Environmental litigation must often examine the propriety of corporate conduct in areas of scientific complexity. In the second generation of climate nuisance suits, for example, allegations of corporate participation in the climate disinformation campaign are woven into plaintiffs’ claims. Toxic tort suits, currently and most notably in the Roundup and PFAS litigation, present another area of environmental litigation grappling with the legal ramifications of alleged corporate deception about scientific information. Toxic tort suits often surface allegations, and in many cases disturbing evidence, of what we term corporate “scientific gerrymandering”— corporate efforts to finesse, slow, or even mislead scientific understanding of the toxicity of chemicals and other products. The manner and extent to which scientific gerrymandering is explored and litigated within those suits is often driven by another typical feature of toxic tort litigation—the procedural device of bifurcation. Judges frequently bifurcate toxic tort suits into causation and negligence phases, with the causation phase heard first. Bifurcation in toxic tort suits involving issues of scientific gerrymandering requires judges to decide whether evidence of scientific gerrymandering is relevant to and may be presented during the causation phase of a toxic tort trial. And, typically, as Judge Vince Chhabria recently ruled in In re Roundup Products Liability Litigation (MDL No. 2741), judges hold that evidence of scientific gerrymandering cannot be presented or must be evidence of scientific gerrymandering cannot be presented or must be significantly limited during the causation phase because scientific gerrymandering is not relevant to causation.
Rulings that prevent admitting evidence of scientific gerrymandering during the causation phase of bifurcated trials can, however, be critiqued on both doctrinal and normative grounds. First, from a doctrinal perspective, scientific gerrymandering—how a corporate defendant shaped scientific knowledge about a product’s risk—is often directly relevant to causation— whether the product causes the relevant harm. This is so because effective corporate scientific gerrymandering can define the current state of science about product risk, particularly when questions about the extent of risk caused by a product lie at the frontiers of scientific knowledge. Additionally, numerous tort doctrines support shifting or reducing causal burdens in the face of defendant misconduct, like scientific gerrymandering—which might be likened to obscuring evidence.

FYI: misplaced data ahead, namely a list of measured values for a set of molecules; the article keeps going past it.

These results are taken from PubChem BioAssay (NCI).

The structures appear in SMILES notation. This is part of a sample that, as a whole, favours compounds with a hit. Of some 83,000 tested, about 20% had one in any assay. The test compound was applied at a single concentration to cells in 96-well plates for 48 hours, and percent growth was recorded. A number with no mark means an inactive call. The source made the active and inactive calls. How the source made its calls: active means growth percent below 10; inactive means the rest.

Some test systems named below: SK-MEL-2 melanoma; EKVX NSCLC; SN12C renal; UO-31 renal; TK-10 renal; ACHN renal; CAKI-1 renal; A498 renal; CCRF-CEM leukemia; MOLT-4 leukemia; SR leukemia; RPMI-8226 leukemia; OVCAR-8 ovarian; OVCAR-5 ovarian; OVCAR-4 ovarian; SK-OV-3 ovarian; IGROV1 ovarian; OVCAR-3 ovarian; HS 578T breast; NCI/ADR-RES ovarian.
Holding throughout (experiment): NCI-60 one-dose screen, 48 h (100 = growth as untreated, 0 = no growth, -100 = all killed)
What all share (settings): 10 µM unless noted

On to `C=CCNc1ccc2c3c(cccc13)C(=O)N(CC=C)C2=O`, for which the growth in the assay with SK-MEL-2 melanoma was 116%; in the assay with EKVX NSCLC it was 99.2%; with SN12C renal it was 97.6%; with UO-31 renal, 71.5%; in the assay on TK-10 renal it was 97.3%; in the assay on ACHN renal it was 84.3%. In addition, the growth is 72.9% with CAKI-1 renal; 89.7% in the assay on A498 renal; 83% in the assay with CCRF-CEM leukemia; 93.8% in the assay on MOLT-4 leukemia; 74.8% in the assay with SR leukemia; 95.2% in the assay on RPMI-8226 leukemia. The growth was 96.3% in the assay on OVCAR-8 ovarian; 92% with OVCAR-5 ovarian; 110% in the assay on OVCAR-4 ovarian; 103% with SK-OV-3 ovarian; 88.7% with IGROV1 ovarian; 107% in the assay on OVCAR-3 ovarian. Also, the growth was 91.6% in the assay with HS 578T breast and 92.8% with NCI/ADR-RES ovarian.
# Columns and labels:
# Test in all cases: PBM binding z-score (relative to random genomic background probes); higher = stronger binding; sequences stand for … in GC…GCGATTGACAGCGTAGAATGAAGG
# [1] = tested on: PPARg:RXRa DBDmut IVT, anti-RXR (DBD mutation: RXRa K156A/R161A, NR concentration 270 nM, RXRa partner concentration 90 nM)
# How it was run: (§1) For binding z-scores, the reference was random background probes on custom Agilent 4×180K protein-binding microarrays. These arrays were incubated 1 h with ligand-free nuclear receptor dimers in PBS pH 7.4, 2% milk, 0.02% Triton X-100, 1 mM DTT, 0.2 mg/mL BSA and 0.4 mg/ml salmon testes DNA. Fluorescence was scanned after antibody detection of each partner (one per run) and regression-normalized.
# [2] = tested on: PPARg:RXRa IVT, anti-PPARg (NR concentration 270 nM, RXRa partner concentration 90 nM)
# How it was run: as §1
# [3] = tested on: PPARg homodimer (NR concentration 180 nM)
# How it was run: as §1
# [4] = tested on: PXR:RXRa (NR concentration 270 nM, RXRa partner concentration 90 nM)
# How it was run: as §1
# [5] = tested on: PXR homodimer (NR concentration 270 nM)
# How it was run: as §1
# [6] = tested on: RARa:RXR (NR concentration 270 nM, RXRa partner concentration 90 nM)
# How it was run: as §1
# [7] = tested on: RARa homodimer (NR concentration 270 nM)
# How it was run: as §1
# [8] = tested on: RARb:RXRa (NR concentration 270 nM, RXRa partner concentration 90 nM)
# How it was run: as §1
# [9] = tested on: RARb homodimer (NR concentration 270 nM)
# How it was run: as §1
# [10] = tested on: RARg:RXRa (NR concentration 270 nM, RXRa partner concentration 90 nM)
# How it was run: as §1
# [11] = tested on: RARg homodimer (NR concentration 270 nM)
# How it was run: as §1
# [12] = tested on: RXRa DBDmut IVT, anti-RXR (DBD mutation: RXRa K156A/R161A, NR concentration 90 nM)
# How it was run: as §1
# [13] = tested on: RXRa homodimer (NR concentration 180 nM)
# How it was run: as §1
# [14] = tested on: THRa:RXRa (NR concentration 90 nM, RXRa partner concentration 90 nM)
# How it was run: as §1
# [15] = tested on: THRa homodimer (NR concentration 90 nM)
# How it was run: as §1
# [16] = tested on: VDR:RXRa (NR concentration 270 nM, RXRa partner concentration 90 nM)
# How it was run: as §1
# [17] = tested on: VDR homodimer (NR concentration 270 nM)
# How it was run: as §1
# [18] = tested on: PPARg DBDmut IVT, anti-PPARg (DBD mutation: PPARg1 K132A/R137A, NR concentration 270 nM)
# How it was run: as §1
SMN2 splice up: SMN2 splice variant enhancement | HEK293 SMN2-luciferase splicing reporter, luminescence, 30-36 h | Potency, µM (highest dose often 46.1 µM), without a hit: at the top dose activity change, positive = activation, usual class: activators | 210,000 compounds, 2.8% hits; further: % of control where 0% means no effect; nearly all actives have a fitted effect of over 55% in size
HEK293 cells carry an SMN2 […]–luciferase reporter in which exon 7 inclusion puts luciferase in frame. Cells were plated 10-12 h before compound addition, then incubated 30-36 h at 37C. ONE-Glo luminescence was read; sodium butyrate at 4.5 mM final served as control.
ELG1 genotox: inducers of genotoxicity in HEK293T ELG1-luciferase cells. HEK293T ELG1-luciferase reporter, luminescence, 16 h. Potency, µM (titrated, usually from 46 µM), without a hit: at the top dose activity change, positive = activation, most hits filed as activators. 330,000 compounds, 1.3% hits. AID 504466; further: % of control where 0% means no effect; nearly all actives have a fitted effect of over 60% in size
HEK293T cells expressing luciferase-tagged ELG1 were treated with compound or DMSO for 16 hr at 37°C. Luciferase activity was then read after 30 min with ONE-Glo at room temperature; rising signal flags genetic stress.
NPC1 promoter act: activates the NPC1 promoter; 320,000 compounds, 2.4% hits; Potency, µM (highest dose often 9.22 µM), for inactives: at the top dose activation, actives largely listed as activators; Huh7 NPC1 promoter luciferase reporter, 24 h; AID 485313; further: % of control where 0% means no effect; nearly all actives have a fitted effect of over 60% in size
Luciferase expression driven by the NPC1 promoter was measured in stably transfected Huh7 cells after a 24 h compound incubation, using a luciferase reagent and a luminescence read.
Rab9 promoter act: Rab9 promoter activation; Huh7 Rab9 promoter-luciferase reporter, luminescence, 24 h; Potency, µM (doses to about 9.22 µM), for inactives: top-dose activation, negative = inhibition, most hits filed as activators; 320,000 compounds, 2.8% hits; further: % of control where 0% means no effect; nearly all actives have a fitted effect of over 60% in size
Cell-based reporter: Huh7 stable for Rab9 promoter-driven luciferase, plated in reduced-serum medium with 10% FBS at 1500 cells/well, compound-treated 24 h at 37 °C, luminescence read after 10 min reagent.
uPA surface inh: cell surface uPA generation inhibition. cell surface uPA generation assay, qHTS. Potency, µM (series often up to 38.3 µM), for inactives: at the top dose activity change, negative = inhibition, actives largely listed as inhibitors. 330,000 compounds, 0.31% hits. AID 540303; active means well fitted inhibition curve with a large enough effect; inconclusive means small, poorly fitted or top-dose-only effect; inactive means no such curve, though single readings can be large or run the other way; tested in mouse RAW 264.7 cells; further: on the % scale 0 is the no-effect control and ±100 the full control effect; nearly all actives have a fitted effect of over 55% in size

Second, from a normative perspective, permitting consideration of scientific gerrymandering during causation can be justified even where the introduction of such evidence creates the risk that juries will erroneously find that a product causes harm. Condemnation of scientific gerrymandering is consistent with corrective justice because corporate scientific gerrymandering can occasion distinct and independent harm by creating a large group of exposed individuals who endure an extended period of fearful uncertainty until such time as the nature of that risk can be objectively resolved, even if that product is ultimately shown not to cause the suspected harm. Finally, from a policy perspective, allowing the introduction of evidence of corporate scientific gerrymandering during the causation phase of bifurcated toxic tort trials should discourage corporate actors from engaging in scientific gerrymandering, thereby improving the efficacy of regulation and bolstering public confidence.
Katrina Fischer Kuh, Megan Edwards & Fred McDonald, Scientific Gerrymandering & Bifurcation, 29 N.Y.U. Env’t L. J. 171 (2021), https://digitalcommons.pace.edu/lawfaculty/1176/.